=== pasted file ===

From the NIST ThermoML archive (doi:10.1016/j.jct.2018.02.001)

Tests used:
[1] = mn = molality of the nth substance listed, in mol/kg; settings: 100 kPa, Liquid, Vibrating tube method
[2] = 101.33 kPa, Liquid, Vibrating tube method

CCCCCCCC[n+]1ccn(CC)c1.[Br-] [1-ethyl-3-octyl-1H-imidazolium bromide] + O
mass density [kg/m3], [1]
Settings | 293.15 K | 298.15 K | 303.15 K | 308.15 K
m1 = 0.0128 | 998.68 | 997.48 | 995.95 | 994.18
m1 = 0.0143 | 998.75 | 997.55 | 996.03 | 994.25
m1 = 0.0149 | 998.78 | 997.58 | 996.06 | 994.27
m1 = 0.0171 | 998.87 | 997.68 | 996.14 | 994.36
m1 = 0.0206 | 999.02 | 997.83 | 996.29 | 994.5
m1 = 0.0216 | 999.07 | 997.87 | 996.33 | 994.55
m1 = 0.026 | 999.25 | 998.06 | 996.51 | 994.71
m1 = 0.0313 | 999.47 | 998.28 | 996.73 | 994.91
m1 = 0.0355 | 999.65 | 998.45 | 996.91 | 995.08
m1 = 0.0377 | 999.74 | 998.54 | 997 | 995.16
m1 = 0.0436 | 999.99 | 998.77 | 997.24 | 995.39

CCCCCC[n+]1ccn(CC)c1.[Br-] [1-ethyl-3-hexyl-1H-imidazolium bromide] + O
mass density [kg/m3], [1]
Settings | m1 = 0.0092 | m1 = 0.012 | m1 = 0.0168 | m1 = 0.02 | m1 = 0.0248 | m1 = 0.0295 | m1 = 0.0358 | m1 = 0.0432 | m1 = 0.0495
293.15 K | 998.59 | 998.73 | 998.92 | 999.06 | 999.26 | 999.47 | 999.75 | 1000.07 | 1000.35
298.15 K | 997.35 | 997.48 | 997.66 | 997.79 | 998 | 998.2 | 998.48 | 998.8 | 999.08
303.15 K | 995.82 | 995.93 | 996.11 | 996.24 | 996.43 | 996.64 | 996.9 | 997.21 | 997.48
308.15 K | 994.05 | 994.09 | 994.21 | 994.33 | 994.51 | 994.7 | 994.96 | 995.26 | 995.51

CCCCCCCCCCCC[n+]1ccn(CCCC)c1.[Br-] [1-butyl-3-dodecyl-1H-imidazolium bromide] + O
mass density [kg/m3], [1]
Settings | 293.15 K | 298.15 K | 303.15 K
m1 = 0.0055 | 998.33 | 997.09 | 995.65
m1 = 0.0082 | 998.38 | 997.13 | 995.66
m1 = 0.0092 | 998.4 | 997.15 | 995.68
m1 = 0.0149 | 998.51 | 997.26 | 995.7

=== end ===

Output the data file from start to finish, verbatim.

From the NIST ThermoML archive (doi:10.1016/j.jct.2018.02.001)

Tests used:
[1] = mn = molality of the nth substance listed, in mol/kg; settings: 100 kPa, Liquid, Vibrating tube method
[2] = 101.33 kPa, Liquid, Vibrating tube method

CCCCCCCC[n+]1ccn(CC)c1.[Br-] [1-ethyl-3-octyl-1H-imidazolium bromide] + O
mass density [kg/m3], [1]
Settings | 293.15 K | 298.15 K | 303.15 K | 308.15 K
m1 = 0.0128 | 998.68 | 997.48 | 995.95 | 994.18
m1 = 0.0143 | 998.75 | 997.55 | 996.03 | 994.25
m1 = 0.0149 | 998.78 | 997.58 | 996.06 | 994.27
m1 = 0.0171 | 998.87 | 997.68 | 996.14 | 994.36
m1 = 0.0206 | 999.02 | 997.83 | 996.29 | 994.5
m1 = 0.0216 | 999.07 | 997.87 | 996.33 | 994.55
m1 = 0.026 | 999.25 | 998.06 | 996.51 | 994.71
m1 = 0.0313 | 999.47 | 998.28 | 996.73 | 994.91
m1 = 0.0355 | 999.65 | 998.45 | 996.91 | 995.08
m1 = 0.0377 | 999.74 | 998.54 | 997 | 995.16
m1 = 0.0436 | 999.99 | 998.77 | 997.24 | 995.39

CCCCCC[n+]1ccn(CC)c1.[Br-] [1-ethyl-3-hexyl-1H-imidazolium bromide] + O
mass density [kg/m3], [1]
Settings | m1 = 0.0092 | m1 = 0.012 | m1 = 0.0168 | m1 = 0.02 | m1 = 0.0248 | m1 = 0.0295 | m1 = 0.0358 | m1 = 0.0432 | m1 = 0.0495
293.15 K | 998.59 | 998.73 | 998.92 | 999.06 | 999.26 | 999.47 | 999.75 | 1000.07 | 1000.35
298.15 K | 997.35 | 997.48 | 997.66 | 997.79 | 998 | 998.2 | 998.48 | 998.8 | 999.08
303.15 K | 995.82 | 995.93 | 996.11 | 996.24 | 996.43 | 996.64 | 996.9 | 997.21 | 997.48
308.15 K | 994.05 | 994.09 | 994.21 | 994.33 | 994.51 | 994.7 | 994.96 | 995.26 | 995.51

CCCCCCCCCCCC[n+]1ccn(CCCC)c1.[Br-] [1-butyl-3-dodecyl-1H-imidazolium bromide] + O
mass density [kg/m3], [1]
Settings | 293.15 K | 298.15 K | 303.15 K
m1 = 0.0055 | 998.33 | 997.09 | 995.65
m1 = 0.0082 | 998.38 | 997.13 | 995.66
m1 = 0.0092 | 998.4 | 997.15 | 995.68
m1 = 0.0149 | 998.51 | 997.26 | 995.7